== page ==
While you might be able to sneak a fishbowl into your dorm room, pet friendly colleges are far and few between. Some schools do have limited housing where students can keep certain pets, but a 2011 Kaplan Test Prep survey of admissions officers found that 90% of schools had no dogs on campus policies.
One enterprising dog lover who quickly realized that students miss their pets while they are away at school has started a service that allows people to rent a puppy on an hourly basis.
Jenna Miller, a 20-year-old Brigham Young University student, told Good Morning America that she helps people interact with pets for $15 to $25 per hour. According to Provo’s Daily Herald, Miller’s business – Puppies for Rent – is legitimate. She received assistance from her brother, who is an attorney, to work out the contracts, waivers and fees. She then obtained a business license.
Apparently the demand to rent a puppy is out there. Miller told KUTV she hung a flier on campus and received four calls later that day.
Her operation has its fair share of critics, such as Bill Berloni, a dog behaviorist from the Humane Society of New York who says that renting puppies not only objectifies them but can also be damaging to the dogs because their role models are constantly changing.
Despite the opinions of skeptics, Miller’s ultimate goal is to place the 8- to 12-week old puppies – who are generally adopted from animal shelters as well as people who bought them and changed their minds – in permanent homes. The plan seems to be working. Miller tells the media that all 11 of the puppies she has rented have been adopted.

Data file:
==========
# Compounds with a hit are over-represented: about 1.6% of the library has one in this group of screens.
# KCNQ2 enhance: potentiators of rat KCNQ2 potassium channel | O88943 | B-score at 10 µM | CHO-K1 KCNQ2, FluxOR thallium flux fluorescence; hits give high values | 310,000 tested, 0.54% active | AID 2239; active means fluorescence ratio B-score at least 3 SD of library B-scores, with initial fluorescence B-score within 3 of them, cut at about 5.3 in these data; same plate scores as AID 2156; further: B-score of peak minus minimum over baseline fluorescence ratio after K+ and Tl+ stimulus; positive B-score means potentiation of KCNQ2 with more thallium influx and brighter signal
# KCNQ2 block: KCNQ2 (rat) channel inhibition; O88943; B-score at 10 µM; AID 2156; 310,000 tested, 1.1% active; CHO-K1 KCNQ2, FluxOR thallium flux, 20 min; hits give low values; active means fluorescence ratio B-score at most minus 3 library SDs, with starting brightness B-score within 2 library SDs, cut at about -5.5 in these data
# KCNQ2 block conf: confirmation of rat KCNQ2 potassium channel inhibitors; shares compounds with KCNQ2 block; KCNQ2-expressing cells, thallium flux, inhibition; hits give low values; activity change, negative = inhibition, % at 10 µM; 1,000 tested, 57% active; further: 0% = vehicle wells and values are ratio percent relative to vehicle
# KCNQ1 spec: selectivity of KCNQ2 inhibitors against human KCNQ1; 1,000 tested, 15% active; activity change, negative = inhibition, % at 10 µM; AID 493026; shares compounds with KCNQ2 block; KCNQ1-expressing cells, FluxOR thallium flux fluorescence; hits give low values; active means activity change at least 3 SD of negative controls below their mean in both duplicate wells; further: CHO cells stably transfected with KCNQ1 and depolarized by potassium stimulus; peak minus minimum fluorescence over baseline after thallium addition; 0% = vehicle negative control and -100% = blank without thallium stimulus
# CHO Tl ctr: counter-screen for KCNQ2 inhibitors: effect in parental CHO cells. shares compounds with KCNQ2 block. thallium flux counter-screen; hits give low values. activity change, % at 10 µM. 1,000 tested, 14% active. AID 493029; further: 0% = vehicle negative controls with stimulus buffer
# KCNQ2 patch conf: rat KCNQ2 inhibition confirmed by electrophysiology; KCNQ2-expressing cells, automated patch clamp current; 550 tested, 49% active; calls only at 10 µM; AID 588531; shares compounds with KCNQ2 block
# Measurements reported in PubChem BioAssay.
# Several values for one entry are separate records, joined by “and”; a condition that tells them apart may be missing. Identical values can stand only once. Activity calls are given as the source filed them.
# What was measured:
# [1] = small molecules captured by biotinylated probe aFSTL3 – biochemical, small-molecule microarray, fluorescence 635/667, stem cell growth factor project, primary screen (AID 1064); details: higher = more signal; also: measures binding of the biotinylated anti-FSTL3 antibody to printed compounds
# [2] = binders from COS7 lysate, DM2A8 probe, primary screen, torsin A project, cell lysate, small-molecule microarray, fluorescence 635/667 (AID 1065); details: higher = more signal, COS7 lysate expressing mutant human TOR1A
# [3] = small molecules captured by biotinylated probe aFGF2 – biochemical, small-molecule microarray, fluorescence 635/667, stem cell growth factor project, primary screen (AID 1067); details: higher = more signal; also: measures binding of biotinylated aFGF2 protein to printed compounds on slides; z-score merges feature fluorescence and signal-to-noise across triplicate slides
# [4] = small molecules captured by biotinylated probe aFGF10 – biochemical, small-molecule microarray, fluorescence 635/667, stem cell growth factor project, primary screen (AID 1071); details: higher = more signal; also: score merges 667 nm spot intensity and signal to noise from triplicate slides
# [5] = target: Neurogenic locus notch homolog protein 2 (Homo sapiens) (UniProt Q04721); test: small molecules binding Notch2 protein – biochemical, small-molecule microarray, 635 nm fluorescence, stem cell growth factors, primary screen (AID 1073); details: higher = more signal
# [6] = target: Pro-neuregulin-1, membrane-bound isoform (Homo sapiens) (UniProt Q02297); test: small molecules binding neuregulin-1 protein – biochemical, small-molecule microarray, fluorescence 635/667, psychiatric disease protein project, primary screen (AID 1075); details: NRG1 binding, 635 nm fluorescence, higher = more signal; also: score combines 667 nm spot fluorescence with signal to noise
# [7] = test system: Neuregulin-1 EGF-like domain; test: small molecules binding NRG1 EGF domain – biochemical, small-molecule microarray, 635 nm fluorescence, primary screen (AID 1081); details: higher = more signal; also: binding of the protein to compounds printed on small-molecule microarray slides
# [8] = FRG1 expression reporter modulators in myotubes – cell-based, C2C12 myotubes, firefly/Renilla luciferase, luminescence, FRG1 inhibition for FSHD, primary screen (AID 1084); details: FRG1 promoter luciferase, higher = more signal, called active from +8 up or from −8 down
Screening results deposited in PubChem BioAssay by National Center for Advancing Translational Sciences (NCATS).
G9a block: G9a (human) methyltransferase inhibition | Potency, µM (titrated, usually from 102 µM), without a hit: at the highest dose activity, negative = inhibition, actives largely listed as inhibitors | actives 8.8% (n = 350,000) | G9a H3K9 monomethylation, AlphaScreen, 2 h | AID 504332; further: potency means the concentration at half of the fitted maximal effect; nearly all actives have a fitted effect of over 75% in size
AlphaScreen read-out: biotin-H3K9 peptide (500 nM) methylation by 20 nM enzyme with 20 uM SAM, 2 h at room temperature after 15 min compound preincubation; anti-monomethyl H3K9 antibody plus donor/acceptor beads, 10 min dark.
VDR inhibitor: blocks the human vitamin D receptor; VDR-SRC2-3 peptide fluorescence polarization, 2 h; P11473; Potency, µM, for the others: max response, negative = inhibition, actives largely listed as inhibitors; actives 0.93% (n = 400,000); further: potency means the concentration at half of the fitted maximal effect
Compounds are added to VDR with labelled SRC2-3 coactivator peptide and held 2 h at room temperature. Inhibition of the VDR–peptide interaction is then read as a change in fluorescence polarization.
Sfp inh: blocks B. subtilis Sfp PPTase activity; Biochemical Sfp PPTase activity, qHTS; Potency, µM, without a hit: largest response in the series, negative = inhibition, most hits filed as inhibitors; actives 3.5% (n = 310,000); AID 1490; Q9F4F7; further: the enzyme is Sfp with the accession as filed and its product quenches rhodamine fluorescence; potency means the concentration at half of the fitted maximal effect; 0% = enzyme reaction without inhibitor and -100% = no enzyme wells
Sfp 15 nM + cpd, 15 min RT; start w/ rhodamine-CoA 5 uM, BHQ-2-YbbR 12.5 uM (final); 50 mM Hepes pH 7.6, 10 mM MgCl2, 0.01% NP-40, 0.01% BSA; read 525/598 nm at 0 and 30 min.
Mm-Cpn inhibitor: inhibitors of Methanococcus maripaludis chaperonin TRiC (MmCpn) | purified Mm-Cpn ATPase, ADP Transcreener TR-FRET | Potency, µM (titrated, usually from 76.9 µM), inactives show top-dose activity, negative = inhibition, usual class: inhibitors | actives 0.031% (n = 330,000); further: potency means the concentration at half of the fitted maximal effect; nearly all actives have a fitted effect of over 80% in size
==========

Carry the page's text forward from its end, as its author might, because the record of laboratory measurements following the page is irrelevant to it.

While Miller’s business has made headlines over the past few months, the concept is nothing new. Veterinarians and volunteers often bring therapy dogs to hospitals, nursing homes, and assisted living facilities to help provide patients with a bit of cheer and optimism during an otherwise dismal day.
Colleges have also been known to bring a few dogs and puppies on campus during exam weeks, which can be a stressful time for students.
Yale Law School even has Monty, who makes appearances for students who book 15-20 minute sessions to feed him cookies and scratch his ears. Cooper hangs out at Harvard Medical School, where he helps frazzled students crack a smile.
Melissa Rhone earned her Bachelor of Music in Education from the University of Tampa. She resides in the Tampa Bay area and enjoys writing about college, pop culture, and epilepsy awareness.
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